Reviewed by Unique Cars and Parts
Our Rating: 1
When Nick S wrote to us about our mentioning the Corolla in our "Lemon List", he was quite justified in levelling his criticism - as many Australians have owned one at some stage in their lives. And although they now have a reputation as being the "Nana-mobile", they remain as popular as ever.
Indeed Toyota's reputation for building reliability and quality into an affordable car today goes without saying. But that reputation took a lot of hard work to achieve - and maintain - and if there is one model in its line up that's responsible it is the humble Corolla. The Corolla name is the second oldest in their stable, following the "Land Cruiser", and while never an "exciting" drive, with over 30 million Corollas sold worldwide, it has become the most popular car line in history.
there have been some 9 "Generations" of Corolla. Simplicity was at the core of the first Corolla's engineering. Introduced during 1966
in Japan, the first Corolla debuted in the US and Australia in 1968
. The original car had a 90-inch wheelbase and was available as a two door coupe, four door sedan and two door wagon.
The Corolla was powered by a 60bhp 1.1 litre OHV 4 cylinder motor, mated to a 4 speed floor mounted manual transmission
. The unibody structure had a strut front suspension
and mounted the rear axle on a pair of leaf springs. The car was a lesson in engineering simplicity - and by using as few parts as possible the chances of breakdown were reduced, thus ensuring a level of quality at a price point few believed possible.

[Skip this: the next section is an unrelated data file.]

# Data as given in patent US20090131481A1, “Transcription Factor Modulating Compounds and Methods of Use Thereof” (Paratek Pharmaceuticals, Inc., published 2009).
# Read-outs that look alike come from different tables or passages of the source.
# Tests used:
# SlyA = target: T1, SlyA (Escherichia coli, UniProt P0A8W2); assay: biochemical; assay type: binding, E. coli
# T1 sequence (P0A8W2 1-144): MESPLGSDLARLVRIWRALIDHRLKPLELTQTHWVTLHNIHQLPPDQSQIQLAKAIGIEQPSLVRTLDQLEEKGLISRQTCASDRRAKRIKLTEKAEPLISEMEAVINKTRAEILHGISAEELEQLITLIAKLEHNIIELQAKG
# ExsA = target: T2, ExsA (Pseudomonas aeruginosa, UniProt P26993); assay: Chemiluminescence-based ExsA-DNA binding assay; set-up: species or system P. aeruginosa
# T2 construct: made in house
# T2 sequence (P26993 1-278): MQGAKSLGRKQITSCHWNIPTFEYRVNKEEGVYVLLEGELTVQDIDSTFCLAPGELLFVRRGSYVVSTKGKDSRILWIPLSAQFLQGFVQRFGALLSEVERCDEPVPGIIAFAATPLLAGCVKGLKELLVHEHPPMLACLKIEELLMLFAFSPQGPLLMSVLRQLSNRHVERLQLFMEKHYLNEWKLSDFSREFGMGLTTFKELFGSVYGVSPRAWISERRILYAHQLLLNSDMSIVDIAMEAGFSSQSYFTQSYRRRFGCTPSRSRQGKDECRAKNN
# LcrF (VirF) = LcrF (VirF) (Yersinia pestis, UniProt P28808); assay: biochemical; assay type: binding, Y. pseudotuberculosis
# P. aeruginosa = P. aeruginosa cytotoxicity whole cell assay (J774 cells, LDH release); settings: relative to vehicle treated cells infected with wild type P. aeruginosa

Toyota worked hard through the '60s to overcome the then common perception that Japanese products were second rate. Today it is extremely rare to see Corolla's from the first and second generations, and they are not particularly collectable. However, these early models were an important part in creating the huge success that Toyota is today.
Developed by A.M.I, at its Port Melbourne plant, the "SL" was a slightly more luxurious Corolla with about 10% more pep, which sold at roughly the same price as the then current automatic version. The extra power output of about 7 bhp was achieved by improving the breathing and by fitting a free flow extractor exhaust system. Torque, too, was up slightly over the standard Corolla. All this meant that the already agile Corolla had been given a performance boost that put it even further ahead of its rivals - but it was still far from being a Cooper S eater.
From the outside, the SL was fairly readily indentified. Full wheel trims, badges and a matt black panel across the rear all served to warn other road users that this was no ordinary Corolla. A.M.I also offered a special Porsche-type yellow which was exclusive to the SL model. The interior, too, was paid some attention; the perforated vinyl material was cross-stitched and instrumentation included an 8000 rpm tachometer mounted on top of the dash.
Mechanical specifications, with the exception of the exhaust system, remained the same as with the standard Corolla - disc front brakes had yet to come to light - a pity - and wheels and tyres, too, were identical to the standard car. On the road the Corolla SL was quiet and vibration-free and there was none of the throaty resonance that you would have expected with an easy-breathing exhaust system.
The gearbox had the same ratios and synchro on second was somewhat slow. The engine's ability to rev and its good pickup from low rpm was exceptional for a mildly modified 1.1 litre car. Limiting rpm to 6500, you could achieve 25 mph in first, 47 mph in second, and 70 mph in third. The Corolla SL would run to an indicated 85 mph in top very quickly before running out of road, and the manufacturer's claim of 93 mph was fairly spot-on. 0-50 was claimed by A.M.I, to come up in 9.3 seconds, 60 mph in 13.3 seconds and the standing J mile in 19.5 seconds.